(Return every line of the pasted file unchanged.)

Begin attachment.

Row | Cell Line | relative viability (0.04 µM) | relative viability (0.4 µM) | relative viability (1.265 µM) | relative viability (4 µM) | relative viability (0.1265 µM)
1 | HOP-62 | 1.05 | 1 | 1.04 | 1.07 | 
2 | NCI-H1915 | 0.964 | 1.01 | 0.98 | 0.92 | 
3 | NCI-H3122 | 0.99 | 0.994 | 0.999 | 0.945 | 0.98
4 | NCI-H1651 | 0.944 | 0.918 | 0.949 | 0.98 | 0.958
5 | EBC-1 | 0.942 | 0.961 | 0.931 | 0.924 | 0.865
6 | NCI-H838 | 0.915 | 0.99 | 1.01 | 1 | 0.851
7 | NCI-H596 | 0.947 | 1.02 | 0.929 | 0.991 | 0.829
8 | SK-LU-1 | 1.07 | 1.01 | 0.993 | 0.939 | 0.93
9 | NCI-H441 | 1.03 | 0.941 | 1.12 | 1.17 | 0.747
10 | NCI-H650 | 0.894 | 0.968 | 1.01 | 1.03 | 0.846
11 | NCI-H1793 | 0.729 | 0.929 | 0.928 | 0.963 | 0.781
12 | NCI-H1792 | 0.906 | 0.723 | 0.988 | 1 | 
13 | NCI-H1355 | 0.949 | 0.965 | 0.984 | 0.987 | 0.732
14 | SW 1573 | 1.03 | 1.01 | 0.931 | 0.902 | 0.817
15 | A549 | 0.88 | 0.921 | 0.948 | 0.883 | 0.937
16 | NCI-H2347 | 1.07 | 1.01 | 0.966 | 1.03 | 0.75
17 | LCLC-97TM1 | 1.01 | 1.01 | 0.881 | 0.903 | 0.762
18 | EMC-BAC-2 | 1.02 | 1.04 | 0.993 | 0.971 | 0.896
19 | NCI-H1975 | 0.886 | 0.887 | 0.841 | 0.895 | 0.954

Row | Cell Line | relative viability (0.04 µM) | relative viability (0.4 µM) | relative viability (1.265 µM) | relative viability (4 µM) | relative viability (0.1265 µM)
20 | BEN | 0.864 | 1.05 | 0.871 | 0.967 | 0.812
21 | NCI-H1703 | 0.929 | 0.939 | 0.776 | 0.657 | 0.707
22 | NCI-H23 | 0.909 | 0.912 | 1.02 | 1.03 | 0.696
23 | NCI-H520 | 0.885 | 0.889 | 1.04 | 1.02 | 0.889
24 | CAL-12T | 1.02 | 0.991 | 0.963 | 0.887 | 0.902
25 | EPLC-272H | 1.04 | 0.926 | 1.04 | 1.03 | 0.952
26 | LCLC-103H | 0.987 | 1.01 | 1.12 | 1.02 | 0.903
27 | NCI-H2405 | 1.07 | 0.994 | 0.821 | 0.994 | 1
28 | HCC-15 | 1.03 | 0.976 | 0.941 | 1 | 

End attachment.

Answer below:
Row | Cell Line | relative viability (0.04 µM) | relative viability (0.4 µM) | relative viability (1.265 µM) | relative viability (4 µM) | relative viability (0.1265 µM)
1 | HOP-62 | 1.05 | 1 | 1.04 | 1.07 | 
2 | NCI-H1915 | 0.964 | 1.01 | 0.98 | 0.92 | 
3 | NCI-H3122 | 0.99 | 0.994 | 0.999 | 0.945 | 0.98
4 | NCI-H1651 | 0.944 | 0.918 | 0.949 | 0.98 | 0.958
5 | EBC-1 | 0.942 | 0.961 | 0.931 | 0.924 | 0.865
6 | NCI-H838 | 0.915 | 0.99 | 1.01 | 1 | 0.851
7 | NCI-H596 | 0.947 | 1.02 | 0.929 | 0.991 | 0.829
8 | SK-LU-1 | 1.07 | 1.01 | 0.993 | 0.939 | 0.93
9 | NCI-H441 | 1.03 | 0.941 | 1.12 | 1.17 | 0.747
10 | NCI-H650 | 0.894 | 0.968 | 1.01 | 1.03 | 0.846
11 | NCI-H1793 | 0.729 | 0.929 | 0.928 | 0.963 | 0.781
12 | NCI-H1792 | 0.906 | 0.723 | 0.988 | 1 | 
13 | NCI-H1355 | 0.949 | 0.965 | 0.984 | 0.987 | 0.732
14 | SW 1573 | 1.03 | 1.01 | 0.931 | 0.902 | 0.817
15 | A549 | 0.88 | 0.921 | 0.948 | 0.883 | 0.937
16 | NCI-H2347 | 1.07 | 1.01 | 0.966 | 1.03 | 0.75
17 | LCLC-97TM1 | 1.01 | 1.01 | 0.881 | 0.903 | 0.762
18 | EMC-BAC-2 | 1.02 | 1.04 | 0.993 | 0.971 | 0.896
19 | NCI-H1975 | 0.886 | 0.887 | 0.841 | 0.895 | 0.954

Row | Cell Line | relative viability (0.04 µM) | relative viability (0.4 µM) | relative viability (1.265 µM) | relative viability (4 µM) | relative viability (0.1265 µM)
20 | BEN | 0.864 | 1.05 | 0.871 | 0.967 | 0.812
21 | NCI-H1703 | 0.929 | 0.939 | 0.776 | 0.657 | 0.707
22 | NCI-H23 | 0.909 | 0.912 | 1.02 | 1.03 | 0.696
23 | NCI-H520 | 0.885 | 0.889 | 1.04 | 1.02 | 0.889
24 | CAL-12T | 1.02 | 0.991 | 0.963 | 0.887 | 0.902
25 | EPLC-272H | 1.04 | 0.926 | 1.04 | 1.03 | 0.952
26 | LCLC-103H | 0.987 | 1.01 | 1.12 | 1.02 | 0.903
27 | NCI-H2405 | 1.07 | 0.994 | 0.821 | 0.994 | 1
28 | HCC-15 | 1.03 | 0.976 | 0.941 | 1 | 